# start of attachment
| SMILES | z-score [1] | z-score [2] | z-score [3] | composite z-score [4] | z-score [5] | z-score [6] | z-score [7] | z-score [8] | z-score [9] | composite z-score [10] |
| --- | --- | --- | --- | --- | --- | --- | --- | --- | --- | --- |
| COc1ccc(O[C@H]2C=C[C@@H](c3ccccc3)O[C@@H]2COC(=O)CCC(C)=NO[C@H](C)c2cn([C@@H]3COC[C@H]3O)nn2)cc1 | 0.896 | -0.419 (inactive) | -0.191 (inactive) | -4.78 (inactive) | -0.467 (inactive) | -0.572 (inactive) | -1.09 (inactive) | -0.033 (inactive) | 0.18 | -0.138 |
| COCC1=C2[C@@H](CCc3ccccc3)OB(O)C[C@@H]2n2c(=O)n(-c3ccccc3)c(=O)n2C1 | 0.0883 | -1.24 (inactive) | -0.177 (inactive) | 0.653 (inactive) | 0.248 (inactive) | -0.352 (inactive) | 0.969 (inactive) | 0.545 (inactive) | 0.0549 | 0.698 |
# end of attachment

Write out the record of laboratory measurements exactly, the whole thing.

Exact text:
| SMILES | z-score [1] | z-score [2] | z-score [3] | composite z-score [4] | z-score [5] | z-score [6] | z-score [7] | z-score [8] | z-score [9] | composite z-score [10] |
| --- | --- | --- | --- | --- | --- | --- | --- | --- | --- | --- |
| COc1ccc(O[C@H]2C=C[C@@H](c3ccccc3)O[C@@H]2COC(=O)CCC(C)=NO[C@H](C)c2cn([C@@H]3COC[C@H]3O)nn2)cc1 | 0.896 | -0.419 (inactive) | -0.191 (inactive) | -4.78 (inactive) | -0.467 (inactive) | -0.572 (inactive) | -1.09 (inactive) | -0.033 (inactive) | 0.18 | -0.138 |
| COCC1=C2[C@@H](CCc3ccccc3)OB(O)C[C@@H]2n2c(=O)n(-c3ccccc3)c(=O)n2C1 | 0.0883 | -1.24 (inactive) | -0.177 (inactive) | 0.653 (inactive) | 0.248 (inactive) | -0.352 (inactive) | 0.969 (inactive) | 0.545 (inactive) | 0.0549 | 0.698 |